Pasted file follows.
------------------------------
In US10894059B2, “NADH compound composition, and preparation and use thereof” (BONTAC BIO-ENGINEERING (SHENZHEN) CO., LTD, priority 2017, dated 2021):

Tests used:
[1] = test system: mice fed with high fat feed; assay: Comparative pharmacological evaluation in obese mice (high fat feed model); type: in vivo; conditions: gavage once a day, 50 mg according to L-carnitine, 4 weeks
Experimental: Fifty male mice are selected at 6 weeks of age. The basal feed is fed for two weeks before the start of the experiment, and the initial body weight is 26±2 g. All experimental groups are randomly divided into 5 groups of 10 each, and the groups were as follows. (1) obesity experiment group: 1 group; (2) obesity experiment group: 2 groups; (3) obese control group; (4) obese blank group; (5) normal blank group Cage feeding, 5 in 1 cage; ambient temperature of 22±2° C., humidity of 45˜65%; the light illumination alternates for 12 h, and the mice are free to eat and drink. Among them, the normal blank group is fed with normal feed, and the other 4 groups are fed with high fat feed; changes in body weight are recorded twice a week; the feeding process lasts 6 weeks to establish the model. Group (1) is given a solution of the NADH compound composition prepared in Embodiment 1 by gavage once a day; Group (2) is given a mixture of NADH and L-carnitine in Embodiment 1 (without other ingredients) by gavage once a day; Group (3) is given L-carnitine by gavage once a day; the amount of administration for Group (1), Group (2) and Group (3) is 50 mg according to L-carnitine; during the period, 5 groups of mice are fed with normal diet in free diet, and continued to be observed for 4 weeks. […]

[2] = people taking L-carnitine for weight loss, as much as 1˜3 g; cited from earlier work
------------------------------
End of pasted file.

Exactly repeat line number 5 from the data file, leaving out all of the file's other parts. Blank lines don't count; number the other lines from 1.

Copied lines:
[2] = people taking L-carnitine for weight loss, as much as 1˜3 g; cited from earlier work